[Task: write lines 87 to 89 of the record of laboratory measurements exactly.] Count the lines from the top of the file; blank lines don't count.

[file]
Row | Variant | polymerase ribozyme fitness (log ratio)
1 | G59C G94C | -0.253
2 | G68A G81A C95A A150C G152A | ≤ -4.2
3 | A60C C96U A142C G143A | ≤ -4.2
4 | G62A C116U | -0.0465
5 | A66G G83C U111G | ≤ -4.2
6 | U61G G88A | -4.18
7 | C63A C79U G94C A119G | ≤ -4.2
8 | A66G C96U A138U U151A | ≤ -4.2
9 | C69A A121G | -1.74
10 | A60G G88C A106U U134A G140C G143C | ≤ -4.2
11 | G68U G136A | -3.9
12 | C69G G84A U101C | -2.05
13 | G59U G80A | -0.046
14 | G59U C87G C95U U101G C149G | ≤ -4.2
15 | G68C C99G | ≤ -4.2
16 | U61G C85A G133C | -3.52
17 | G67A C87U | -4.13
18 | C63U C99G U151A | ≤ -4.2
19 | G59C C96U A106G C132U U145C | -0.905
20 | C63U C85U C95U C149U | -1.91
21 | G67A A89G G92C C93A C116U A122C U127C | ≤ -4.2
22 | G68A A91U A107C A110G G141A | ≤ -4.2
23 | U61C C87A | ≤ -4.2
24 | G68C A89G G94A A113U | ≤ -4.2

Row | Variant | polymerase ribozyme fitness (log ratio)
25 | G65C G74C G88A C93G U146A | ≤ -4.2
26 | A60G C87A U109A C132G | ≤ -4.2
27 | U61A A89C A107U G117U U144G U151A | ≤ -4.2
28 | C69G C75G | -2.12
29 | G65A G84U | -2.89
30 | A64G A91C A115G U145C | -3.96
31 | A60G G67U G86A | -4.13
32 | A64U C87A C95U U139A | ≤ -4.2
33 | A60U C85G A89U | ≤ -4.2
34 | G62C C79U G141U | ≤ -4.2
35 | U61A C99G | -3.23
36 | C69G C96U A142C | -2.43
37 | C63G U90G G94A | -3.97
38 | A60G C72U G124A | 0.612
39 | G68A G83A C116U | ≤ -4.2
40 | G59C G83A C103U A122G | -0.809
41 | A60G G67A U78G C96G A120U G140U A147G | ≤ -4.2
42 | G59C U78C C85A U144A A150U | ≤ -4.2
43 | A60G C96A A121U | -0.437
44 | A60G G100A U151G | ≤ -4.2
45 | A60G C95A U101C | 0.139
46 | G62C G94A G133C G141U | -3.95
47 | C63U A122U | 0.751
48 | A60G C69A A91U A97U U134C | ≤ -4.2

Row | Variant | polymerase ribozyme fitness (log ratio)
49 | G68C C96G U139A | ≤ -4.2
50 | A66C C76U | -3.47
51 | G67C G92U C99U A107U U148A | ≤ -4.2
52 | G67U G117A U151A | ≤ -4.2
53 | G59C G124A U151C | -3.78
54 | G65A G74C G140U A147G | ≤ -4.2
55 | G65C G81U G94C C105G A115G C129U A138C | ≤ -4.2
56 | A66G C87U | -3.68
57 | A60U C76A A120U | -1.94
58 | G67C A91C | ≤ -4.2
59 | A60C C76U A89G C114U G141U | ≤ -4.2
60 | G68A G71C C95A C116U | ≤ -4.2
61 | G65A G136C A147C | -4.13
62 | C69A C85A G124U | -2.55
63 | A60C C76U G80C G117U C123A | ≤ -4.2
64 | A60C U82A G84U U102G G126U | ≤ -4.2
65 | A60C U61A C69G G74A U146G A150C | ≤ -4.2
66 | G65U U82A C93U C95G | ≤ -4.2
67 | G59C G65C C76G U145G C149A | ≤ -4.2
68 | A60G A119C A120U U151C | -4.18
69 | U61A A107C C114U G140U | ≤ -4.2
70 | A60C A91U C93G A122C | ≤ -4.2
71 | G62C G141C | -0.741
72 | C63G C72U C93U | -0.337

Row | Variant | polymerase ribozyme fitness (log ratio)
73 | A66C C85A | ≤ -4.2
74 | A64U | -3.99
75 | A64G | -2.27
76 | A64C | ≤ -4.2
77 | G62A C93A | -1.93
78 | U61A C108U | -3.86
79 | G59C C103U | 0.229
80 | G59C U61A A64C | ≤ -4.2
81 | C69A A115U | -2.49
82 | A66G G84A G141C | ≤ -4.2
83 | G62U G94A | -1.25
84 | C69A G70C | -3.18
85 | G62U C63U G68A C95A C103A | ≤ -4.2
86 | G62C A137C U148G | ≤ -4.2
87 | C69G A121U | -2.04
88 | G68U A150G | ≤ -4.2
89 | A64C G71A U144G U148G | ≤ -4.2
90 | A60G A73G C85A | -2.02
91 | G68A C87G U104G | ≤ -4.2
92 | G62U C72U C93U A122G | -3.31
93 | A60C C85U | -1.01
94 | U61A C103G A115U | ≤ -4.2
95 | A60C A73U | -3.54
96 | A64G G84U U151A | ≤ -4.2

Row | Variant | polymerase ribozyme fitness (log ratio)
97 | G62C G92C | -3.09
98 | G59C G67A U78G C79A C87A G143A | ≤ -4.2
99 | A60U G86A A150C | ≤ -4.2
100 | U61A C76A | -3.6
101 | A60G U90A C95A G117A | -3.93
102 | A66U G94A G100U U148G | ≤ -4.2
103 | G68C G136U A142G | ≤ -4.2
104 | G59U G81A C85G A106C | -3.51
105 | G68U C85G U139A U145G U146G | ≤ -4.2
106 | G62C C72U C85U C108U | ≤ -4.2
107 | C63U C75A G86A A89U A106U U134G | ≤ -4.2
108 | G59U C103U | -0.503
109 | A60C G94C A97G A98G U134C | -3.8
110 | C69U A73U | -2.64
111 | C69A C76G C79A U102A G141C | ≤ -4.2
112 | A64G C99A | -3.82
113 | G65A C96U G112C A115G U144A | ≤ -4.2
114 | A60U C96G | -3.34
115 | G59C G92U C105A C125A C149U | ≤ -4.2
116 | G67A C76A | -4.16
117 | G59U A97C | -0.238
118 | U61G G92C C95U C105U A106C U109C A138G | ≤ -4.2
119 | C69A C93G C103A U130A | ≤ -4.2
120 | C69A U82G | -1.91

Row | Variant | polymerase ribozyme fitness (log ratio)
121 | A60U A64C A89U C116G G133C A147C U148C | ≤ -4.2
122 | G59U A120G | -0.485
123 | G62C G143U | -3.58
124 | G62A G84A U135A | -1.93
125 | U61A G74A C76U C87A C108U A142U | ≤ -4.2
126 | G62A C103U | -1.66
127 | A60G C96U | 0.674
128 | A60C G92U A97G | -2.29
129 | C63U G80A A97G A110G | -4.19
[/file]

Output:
83 | G62U G94A | -1.25
84 | C69A G70C | -3.18
85 | G62U C63U G68A C95A C103A | ≤ -4.2